East London residents have claimed their flats could soon be worth less if a sushi restaurant is allowed to sell booze. Locals in Bow said they were worried that if the restaurant was given an alcohol licence, it would increase anti-social behaviour and crime in the neighbourhood.
Ona’s Bento & Sushi told the Local Democracy Reporting Service it would wait for the local council to make a decision. The sushi restaurant applied to Tower Hamlets Council to be allowed to sell alcoholic drinks from 11am to 9pm Monday to Saturday. The council met to consider the application on March 8.
Residents living near to the restaurant wrote to the council to express their concerns that more alcohol being sold in the East London town could damage the area. Six locals wrote a joint letter to Tower Hamlets Council calling for the licence to be rejected.
They said that they were happy with the restaurant as it is now, but added that: “Serving alcohol in addition to food is a considerable change of use which is likely to have both noise and nuisance implications to residents as well as the general public. All residents are reasonably concerned that granting another alcohol licence to the business of the commercial unit below can only result in a severe devaluation of four newly built and invested homes … There’s already a pub at the roundabout serving alcohol at late hours. Permitting a second alcohol licence in such a vicinity will create a hub, attracting crowds enjoying their late evenings out.”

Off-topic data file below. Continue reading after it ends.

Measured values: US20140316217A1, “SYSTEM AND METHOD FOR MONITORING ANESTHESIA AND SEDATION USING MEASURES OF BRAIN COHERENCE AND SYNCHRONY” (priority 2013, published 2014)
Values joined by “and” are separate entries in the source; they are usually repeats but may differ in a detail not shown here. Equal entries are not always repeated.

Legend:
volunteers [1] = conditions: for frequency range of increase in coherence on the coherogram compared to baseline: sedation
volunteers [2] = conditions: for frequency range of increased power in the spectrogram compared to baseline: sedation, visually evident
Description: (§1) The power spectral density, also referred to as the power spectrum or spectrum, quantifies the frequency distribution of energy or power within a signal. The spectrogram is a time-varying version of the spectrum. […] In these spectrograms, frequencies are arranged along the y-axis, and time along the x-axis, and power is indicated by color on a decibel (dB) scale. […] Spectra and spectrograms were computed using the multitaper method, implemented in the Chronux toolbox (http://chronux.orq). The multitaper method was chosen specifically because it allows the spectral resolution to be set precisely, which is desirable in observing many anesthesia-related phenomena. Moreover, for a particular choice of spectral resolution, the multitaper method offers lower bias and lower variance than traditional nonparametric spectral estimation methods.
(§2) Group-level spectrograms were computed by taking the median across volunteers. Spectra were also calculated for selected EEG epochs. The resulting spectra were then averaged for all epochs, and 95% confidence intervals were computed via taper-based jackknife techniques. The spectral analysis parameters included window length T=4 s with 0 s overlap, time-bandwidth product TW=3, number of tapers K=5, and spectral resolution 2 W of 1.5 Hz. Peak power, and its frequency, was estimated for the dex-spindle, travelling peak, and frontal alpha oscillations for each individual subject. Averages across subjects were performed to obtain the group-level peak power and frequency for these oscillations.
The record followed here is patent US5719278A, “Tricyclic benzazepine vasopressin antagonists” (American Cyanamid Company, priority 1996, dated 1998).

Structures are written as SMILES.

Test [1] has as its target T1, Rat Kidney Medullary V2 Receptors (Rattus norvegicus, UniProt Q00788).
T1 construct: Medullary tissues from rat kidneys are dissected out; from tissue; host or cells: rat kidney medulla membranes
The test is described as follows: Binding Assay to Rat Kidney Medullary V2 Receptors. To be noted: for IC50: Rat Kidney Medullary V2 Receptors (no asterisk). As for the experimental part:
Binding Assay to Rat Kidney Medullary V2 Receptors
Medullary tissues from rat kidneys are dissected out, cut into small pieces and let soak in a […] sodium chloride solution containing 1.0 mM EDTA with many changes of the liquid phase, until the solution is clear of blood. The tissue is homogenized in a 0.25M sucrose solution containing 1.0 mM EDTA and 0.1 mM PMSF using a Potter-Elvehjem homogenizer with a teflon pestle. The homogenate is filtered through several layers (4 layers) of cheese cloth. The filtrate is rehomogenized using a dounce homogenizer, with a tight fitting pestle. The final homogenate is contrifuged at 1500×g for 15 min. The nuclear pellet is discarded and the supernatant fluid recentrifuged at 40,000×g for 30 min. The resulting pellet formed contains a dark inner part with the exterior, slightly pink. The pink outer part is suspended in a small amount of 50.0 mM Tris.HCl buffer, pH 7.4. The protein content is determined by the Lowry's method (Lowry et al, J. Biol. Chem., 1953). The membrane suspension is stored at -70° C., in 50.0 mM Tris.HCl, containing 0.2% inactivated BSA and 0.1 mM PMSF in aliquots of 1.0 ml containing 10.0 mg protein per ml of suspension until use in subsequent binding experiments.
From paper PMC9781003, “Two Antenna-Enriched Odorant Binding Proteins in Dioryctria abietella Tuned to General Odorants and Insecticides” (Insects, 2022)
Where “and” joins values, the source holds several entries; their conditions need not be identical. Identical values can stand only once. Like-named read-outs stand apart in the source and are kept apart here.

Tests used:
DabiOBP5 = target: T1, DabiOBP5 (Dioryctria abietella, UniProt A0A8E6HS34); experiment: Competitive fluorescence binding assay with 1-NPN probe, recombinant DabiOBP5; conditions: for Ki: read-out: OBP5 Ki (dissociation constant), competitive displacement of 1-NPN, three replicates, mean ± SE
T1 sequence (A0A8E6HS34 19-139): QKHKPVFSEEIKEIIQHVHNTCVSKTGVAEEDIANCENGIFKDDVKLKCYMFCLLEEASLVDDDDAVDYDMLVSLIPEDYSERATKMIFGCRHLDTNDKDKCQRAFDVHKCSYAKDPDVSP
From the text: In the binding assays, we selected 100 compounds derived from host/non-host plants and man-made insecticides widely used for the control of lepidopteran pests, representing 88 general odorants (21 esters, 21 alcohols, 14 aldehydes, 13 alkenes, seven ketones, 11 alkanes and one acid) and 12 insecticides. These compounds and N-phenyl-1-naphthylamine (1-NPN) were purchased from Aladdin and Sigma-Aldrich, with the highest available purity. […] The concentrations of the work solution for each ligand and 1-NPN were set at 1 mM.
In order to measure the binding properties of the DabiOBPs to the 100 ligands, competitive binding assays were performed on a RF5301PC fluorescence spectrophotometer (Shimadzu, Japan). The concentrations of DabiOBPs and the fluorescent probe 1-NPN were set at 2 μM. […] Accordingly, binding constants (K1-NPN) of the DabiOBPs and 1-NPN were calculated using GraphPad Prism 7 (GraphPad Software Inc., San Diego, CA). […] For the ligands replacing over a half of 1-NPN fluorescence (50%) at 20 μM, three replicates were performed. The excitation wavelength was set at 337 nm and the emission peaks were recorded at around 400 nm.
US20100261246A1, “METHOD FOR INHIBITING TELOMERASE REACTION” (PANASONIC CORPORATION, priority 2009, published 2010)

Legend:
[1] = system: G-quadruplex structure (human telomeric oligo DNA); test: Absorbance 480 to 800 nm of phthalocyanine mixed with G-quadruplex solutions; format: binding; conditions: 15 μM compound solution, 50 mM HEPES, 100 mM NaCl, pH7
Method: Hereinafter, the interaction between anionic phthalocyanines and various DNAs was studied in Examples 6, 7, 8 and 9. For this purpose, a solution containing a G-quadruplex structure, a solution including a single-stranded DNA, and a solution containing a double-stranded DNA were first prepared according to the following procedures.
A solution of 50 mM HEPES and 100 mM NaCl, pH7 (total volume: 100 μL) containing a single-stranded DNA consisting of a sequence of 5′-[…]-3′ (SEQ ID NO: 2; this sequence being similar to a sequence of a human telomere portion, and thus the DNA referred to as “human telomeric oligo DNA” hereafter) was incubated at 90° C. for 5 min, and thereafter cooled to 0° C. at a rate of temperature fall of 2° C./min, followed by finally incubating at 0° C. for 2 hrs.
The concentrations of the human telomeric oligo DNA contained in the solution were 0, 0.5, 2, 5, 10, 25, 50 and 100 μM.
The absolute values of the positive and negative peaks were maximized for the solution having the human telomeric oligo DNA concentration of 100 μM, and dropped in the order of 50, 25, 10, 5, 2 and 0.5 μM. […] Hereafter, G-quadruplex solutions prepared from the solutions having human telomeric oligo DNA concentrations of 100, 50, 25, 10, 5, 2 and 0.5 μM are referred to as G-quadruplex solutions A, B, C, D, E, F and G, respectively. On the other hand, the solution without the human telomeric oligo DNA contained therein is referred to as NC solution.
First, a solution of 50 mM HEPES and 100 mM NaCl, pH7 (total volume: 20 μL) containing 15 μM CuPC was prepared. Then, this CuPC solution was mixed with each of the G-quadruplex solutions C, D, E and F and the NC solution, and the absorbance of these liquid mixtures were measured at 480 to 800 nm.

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The residents also added that more alcohol being sold in the area would make it noisy for them late into the night, and that it would make the surrounding streets messier and dangerous for children. A representative for Ona’s Bento & Sushi said that it would make sure that rules were in place to minimise noise and disruption for residents.
They said in a letter to the council: “The new sushi restaurant prepares high quality fresh dishes for customers to enjoy on the premises or for take away and is a small premises with seating for a maximum of 15 diners at any one time.” The representative added that: “I understand that customers will be seated enjoying a meal and will not just be drinking nor will there be any vertical drinking. Only a television will be used for sound and there will be no loud music that could disturb residents.”
The consultants also said the restaurant would make sure customers went home without making noise that would bother residents, and that there was plenty of public transport from Bow to help them get home without hanging around on the street.
Ona’s Bento & Sushi told the Local Democracy Reporting Service it did not want to add further comment, and that the owners would wait for the decision from the council on the alcohol licence. Tower Hamlets Council said it would announce its decision five working days after March 8.